Amsterdam Centraal Station is where you'll arrive into if you're taking the train from Schiphol Airport to the city, or if you travel by international train. This page - see our other page about Amsterdam train stations for details and a map of all nine Amsterdam train stations.
Tip! Order your train e-tickets online.
Once you arrive into Amsterdam Centraal Station, you will generally want to take the main exit at the south end, leading to the city center. Heading north leads to the ferry to Amsterdam Noord, a residential area with some nice forests that may be a good idea to visit during the sunny summer months.
The station itself is a 10 minute walk from Dam Square and the Red Light District and forms the terminus of many tram and bus lines. If you are staying close to the city center then you may even be walking distance from this particular Amsterdam train station.
There's a taxi rank just outside the western hall (meaning, to your right when you get out at the main exit). There are taxis days and night (but you can always call one at 020-7777777).
The bus stops are at the other end of the station: when leaving the main hall, turn left and walk past the tram stops. Both local and regional buses depart from there.
Buying tickets for trams or buses is best done at the AKO book shop or the GVB ticket office outside the station. You can also buy them inside the bus and tram (but not inside the metro) but they're more expensive then.
A bike rental (McBike) is outside Centraal Station at the east side, near the bus stops. Be sure to park your bike inside the large bike flat at the west side of the station, or it will be removed. You can only get it back then by going to the municipal bike depot at the outskirts of Amsterdam...
There are many shops in Amsterdam Centraal Station, including a small Albert Heijn supermarket, a pharmacy, book and magazine shops, and gift shops. Takeaway stalls and pizza are available downst at twhile upstairs, at platform 2, hungry travelers can find a Burger King, a Ben & Jerry's shop and the classy, large 1e Klas Grand Cafe.
In this 19th century dark-wood restaurant and bar, some proper food as well as a refreshing drink can be bought in comfortable surroundings. This lounge is worth a look on its own merits and means that waiting around in an Amsterdam train station can be a surprisingly enjoyable experience.
The NS Hispeed Lounge is a facility offered to first class and business travellers at Amsterdam Centraal Station. Those waiting for an international train can relax here in comfort or use the peace and quiet to complete some work.
The left luggage is in the eastern hall, down the stairs to platform 1. Clean public toilets are also at platform 2 and elsewhere. Exchanging money is possible at the GWK office and there's a regular ATM (from which you can get euros with your foreign card) next to the south-western exit.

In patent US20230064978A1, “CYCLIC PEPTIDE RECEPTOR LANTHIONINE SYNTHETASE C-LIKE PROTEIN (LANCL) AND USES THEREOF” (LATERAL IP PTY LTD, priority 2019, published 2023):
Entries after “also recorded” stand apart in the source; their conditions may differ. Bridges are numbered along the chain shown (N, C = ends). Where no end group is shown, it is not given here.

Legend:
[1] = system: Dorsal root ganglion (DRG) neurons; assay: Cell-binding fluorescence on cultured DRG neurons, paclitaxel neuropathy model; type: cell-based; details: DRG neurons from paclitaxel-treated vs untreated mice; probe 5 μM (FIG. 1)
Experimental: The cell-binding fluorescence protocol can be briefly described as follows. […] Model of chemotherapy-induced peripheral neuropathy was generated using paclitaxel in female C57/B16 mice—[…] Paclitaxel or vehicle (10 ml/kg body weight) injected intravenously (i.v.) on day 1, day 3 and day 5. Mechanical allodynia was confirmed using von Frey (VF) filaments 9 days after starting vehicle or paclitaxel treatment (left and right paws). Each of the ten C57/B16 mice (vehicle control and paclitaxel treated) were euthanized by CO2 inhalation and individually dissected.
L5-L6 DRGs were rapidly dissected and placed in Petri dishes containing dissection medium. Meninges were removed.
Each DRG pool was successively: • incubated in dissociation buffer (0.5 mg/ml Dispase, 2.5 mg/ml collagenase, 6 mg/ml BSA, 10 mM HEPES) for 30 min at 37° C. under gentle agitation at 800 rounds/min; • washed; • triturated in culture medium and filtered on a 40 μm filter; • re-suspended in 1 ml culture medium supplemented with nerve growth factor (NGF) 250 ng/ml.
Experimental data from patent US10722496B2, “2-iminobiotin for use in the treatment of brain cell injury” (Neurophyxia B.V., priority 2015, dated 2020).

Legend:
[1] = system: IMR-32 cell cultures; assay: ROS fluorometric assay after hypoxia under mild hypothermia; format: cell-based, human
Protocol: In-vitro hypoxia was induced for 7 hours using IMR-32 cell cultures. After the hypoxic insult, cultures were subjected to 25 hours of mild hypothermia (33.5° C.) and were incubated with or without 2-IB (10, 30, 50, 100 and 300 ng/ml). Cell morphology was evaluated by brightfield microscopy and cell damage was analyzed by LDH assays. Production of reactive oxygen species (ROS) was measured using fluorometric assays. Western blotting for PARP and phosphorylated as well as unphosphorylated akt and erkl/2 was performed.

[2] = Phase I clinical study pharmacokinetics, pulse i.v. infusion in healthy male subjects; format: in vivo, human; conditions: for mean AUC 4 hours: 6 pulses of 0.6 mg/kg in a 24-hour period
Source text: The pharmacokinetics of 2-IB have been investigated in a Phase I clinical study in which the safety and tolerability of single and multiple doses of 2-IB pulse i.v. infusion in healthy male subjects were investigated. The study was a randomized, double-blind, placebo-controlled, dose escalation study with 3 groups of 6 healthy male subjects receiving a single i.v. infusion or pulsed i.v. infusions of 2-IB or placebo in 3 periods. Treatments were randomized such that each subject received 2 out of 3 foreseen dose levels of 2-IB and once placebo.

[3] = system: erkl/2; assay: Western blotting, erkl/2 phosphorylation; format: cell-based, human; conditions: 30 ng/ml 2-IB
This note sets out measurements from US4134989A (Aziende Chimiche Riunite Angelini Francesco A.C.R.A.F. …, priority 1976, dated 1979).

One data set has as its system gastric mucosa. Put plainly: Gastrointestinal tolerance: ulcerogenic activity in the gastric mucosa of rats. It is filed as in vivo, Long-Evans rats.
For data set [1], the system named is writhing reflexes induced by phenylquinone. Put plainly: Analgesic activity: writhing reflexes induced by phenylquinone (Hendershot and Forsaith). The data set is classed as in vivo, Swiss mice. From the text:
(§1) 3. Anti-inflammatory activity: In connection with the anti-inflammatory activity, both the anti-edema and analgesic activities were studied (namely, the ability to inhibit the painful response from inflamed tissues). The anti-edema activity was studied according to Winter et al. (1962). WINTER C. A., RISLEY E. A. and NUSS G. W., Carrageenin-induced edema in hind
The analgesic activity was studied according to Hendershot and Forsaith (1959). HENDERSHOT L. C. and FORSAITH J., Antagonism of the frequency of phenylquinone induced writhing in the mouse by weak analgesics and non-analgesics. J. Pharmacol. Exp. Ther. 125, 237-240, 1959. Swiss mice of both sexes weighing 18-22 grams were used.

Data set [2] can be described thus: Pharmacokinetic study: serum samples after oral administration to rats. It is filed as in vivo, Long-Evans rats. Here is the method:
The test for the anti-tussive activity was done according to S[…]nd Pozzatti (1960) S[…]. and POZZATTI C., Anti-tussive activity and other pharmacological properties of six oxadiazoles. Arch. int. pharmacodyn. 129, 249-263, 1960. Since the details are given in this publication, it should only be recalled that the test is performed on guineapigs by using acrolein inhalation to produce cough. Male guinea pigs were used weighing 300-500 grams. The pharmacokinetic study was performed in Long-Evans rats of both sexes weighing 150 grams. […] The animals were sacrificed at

There are a number of options for purchasing tickets at any Amsterdam train station; most stations have both self service machines and (except for the small stations) a ticket desk.
Local tickets at Amsterdam Centraal Station can be bought either via the yellow-blue machines just inside the doors or in person in the ticket office to your left as you enter the station. At the ticket office take a number and wait to be called, where a member of staff will help you with your purchase. If you choose to purchase your ticket on a machine, it is important to be sure what method of payment it uses before getting in line; some machines take cash but check first for the slots as many only accept credit or debit cards (from the Visa, Maestro or Cirrus systems).
When planning your trip, use www.9292ov.nl - it contains both train, bus, metro and tram schedules so you can plan your trip from door to door for free. Or call 0900-9292.
For international train tickets, Centraal Station has an international ticket office, but it often has long waiting lines. Alternatively, you can order international tickets at www.nshispeed.nl or by calling 0900-9296.
Also make sure to check out these discount tickets.
Amsterdam Centraal Station has 15 platforms divided into A and B areas. Check to be sure exactly which platform your train is on as the letter may mean you have to wait at the other end of the long platforms.
The yellow boards list the regular departures. Any delays will be listed on the small white boards above the platforms, and announced on the sound system (also in English, German and French if they are international trains). In the big halls downstairs, there are also video screens showing upcoming departures.
For all your questions, ask the information staff at the booth just inside the entrances. They speak English.
Trains to Amsterdam Schiphol airport depart from platforms 15 and 14A and generally run every ten to fifteen minutes. The information points generally have a list of all the upcoming departures to Schiphol and there is a separate departures screen listing the airport trains. As this is a common trip from any Amsterdam train station, tickets to Schiphol will be one of the first available options on any self service ticket machine.
Amsterdam Centraal Station was built between 1881-1889 by Pierre Cuypers, the same architect who also built the Rijksmuseum,2 and his collegue Dolf van Gendt (who also built the Concertgebouw). It was built in the style of the 'Dutch Renaissance', which was quite popular at the end of the 19th century. Three artificial islands were built in the IJ to host the Central Station (as it had to be built in the Medieval city center). Like all buildings in Amsterdam, the station is built on poles, as otherwise the buildings would sink away in the swampy soil.
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Amsterdam-Advisor.com is written by local residents who once arrived in Amsterdam for the first time, just like you...